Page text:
Arrest and Investigation
  1. Police Investigation Process in Singapore
  2. When Can the Police Arrest Someone?: Arrestable and Non-Arrestable Offences in Singapore
  3. Police Arrest Procedure in Singapore
  4. Can the Public Make a Citizen's Arrest in Singapore?
  5. Is Lying to the Police or Authorities an Offence in Singapore?
  6. Surrender of Passport to the Police and How to Get It Back
  7. What to Do If You’re Being Investigated for a Criminal Offence in Singapore
  8. Can You Say No to a Lie Detector Test in Singapore? And Other FAQs
  9. What Should You Do If You Witness a Crime in Singapore?
  10. Do You Have a "Right to Remain Silent" to the Police in Singapore?
  11. Extradition: What If You Flee after Committing Crime in Singapore?
  12. Warrant of Arrest: What to Do If It is Issued Against You in Singapore
  13. Search Warrant: The Issuance and Execution of It in Singapore
  14. Police Custody in Singapore: What You Should Know
Bail
  1. The Essential Guide to Bail and Personal Bonds in Singapore
Prosecution
  1. Magistrate’s Complaints, Private Summons and Private Prosecutions in Singapore
  2. Prosecutorial Discretion in Singapore
  3. What is Private Prosecution?
  4. Compounding or Composition of Offences in Singapore
  5. Criminal Records in Singapore
  6. Plea Bargaining in Singapore: All You Need to Know
Criminal Proceedings
  1. Compensation for Crime Victims in Singapore: How to Obtain
  2. Exercising Your Right to Self-Defence When Attacked in Singapore
  3. Claiming Trial as an Accused
  4. Mitigation Plea
  5. Pleading Guilty in Singapore: Consequences & Withdrawal of Plea
  6. Guide to Filing a Criminal Appeal in Singapore
  7. Presidential Clemency in Singapore
  8. Probation: Eligibility and Whether It Leaves a Criminal Record
  9. Reformative Training in Singapore: When Will It be Ordered?
  10. Visiting a Loved One in Prison or On Death Row in Singapore
  11. 7 Detention Orders in Singapore and When Will They be Ordered?
  12. Consequences of Receiving a Stern Warning in Singapore
  13. Are You Eligible for a Mandatory Treatment Order (MTO)?
  14. Can I Represent Myself in a Criminal Court Case in Singapore and How?
  15. Caning in Singapore: Judicial, School & Parental Corporal Punishment
  16. Criminal Motion: What is It and How to File One in Singapore
  17. Getting Parole (Early Prison Release) in Singapore
  18. Repatriation or Deportation from Singapore: How Does It Work?
  19. How Can Adult Offenders Get Probation in Singapore?
Sexual Offences
  1. Legal Age for Sex in Singapore and Common Sexual Offences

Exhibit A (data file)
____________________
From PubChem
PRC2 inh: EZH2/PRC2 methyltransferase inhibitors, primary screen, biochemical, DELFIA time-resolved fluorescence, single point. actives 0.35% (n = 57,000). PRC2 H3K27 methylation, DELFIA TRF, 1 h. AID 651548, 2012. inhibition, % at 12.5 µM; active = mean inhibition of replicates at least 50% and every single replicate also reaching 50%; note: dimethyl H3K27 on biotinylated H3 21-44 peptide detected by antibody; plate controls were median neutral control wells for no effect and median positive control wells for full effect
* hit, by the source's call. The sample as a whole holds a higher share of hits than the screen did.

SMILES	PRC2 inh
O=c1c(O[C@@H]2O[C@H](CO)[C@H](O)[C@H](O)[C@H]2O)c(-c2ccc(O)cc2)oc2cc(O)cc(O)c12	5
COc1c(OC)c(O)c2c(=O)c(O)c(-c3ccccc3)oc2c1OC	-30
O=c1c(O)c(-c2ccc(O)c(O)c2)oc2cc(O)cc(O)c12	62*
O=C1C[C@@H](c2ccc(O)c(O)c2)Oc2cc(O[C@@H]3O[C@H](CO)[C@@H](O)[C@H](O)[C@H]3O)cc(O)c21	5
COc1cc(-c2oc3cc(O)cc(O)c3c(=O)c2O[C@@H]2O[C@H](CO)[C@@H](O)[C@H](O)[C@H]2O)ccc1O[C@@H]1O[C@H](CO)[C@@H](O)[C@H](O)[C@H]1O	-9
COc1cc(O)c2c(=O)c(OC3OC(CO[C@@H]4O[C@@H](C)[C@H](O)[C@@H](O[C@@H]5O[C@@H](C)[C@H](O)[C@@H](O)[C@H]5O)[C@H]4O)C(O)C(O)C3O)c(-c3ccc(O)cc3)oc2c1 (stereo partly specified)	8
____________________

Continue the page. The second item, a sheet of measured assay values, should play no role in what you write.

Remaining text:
2. Accused of Molest: Outrage of Modesty in Singapore
  3. What Can Victims of Sexual Harassment in Singapore Do?
  4. What is the Law on Sexting in Singapore?
  5. Revenge Porn: What If Your Nudes are Leaked in Singapore?
  6. Crime of Voyeurism in Singapore (Penalties and Defences)
  7. Consent in Sexual Offences in Singapore and What Victims Can Do
  8. STDs: Can I Go to the Police If a Partner Infected Me in Singapore?
  9. Child Pornography in Singapore: Offences and Penalties
Vice-Related Offences
  1. Is it illegal to visit prostitutes in Singapore?
  2. Is Watching, Downloading or Filming Porn Illegal in Singapore?
  3. Singapore's Drug Laws: Possession, Consumption and Trafficking
  4. When Can You Legally Gamble (In Public or Online) in Singapore?
  5. Is Vaping Illegal in Singapore?
  6. DUI: Here are the Penalties for Drink-Driving in Singapore
  7. Legal Drinking Age in Singapore and Other Drinking-Related Laws
  8. Singapore's Legal Smoking Age and Common Smoking Offences
  9. The Offence of Human Trafficking in Singapore and Its Penalties
Cybercrime
  1. Penalties for Cheating/Scamming and What Victims Can Do
White-Collar Crimes
  1. Criminal Breach of Trust (CBT) in Singapore: Elements and Penalties
  2. Dishonest assistance and knowing receipt - The case of David Rasif
  3. Anti-Money Laundering Laws and You
  4. All You Need to Know About Corruption in Singapore
  5. 5 Things You Need to Know about Insider Trading
Other Criminal Offences
  1. Murder vs Culpable Homicide in Singapore: Differences & Penalties
  2. Is Suicide Illegal in Singapore? Will I Be Punished for Trying?
  3. Is it illegal to feed stray animals in Singapore?
  4. Criminal Intimidation: Penalties for Making Threats in Singapore
  5. Penalties for Impersonating Someone and Victim Redress
  6. What are Sham Marriages and Are They Illegal in Singapore?
  7. Public Assemblies and Processions in Singapore: Police Permits and the Public Order Act
  8. Racial Enmity: Sections 298 and 298A Penal Code Explained
  9. Penalties for Unlawful Assembly and Rioting in Singapore
  10. Voluntarily Causing Hurt Penalties in Singapore (Non-Arrestable)
  11. Misbehaving in Public: 5 Things You Need to Know
  12. Is it Legal for Drivers to Carpool in Singapore?
  13. Complete Guide to E-Scooter and PMD Laws for Singapore Riders
  14. Is Joining a Gang Illegal in Singapore?: Being Recruited and Penalties
  15. What Happens If You’re Caught Speeding in Singapore?
  16. Charged with a Traffic Offence in Singapore: What to Do
  17. Penalties for Committing Theft in Singapore
  18. Road Rage: What is It and How are Offenders Sentenced in Singapore
  19. Singapore Fake News Laws: Guide to POFMA (Protection from Online Falsehoods and Manipulation Act)
  20. Laws and Penalties for Doxxing in Singapore (With Examples)
  21. Littering and Killer Litter Offences: Here are the Penalties in Singapore
  22. Organised Crimes: Penalties/Orders Syndicates Face in Singapore
  23. Animal Cruelty in Singapore: Offences, Penalties & How to Report
  24. Penalties for Dishonest Misappropriation of Property in Singapore
  25. Penalties for Financing Terrorist Operations in Singapore
  26. Penalties for Illegal Immigration and Overstaying in Singapore
  27. Kidnapping Scam: Penalties & Responding to a ‘Kidnap Call/Text'
  28. Religious Cults in Singapore: Are they Illegal? Penalties & More
Certificate of Clearance
  1. How Do You Apply for a Certificate of Clearance in Singapore?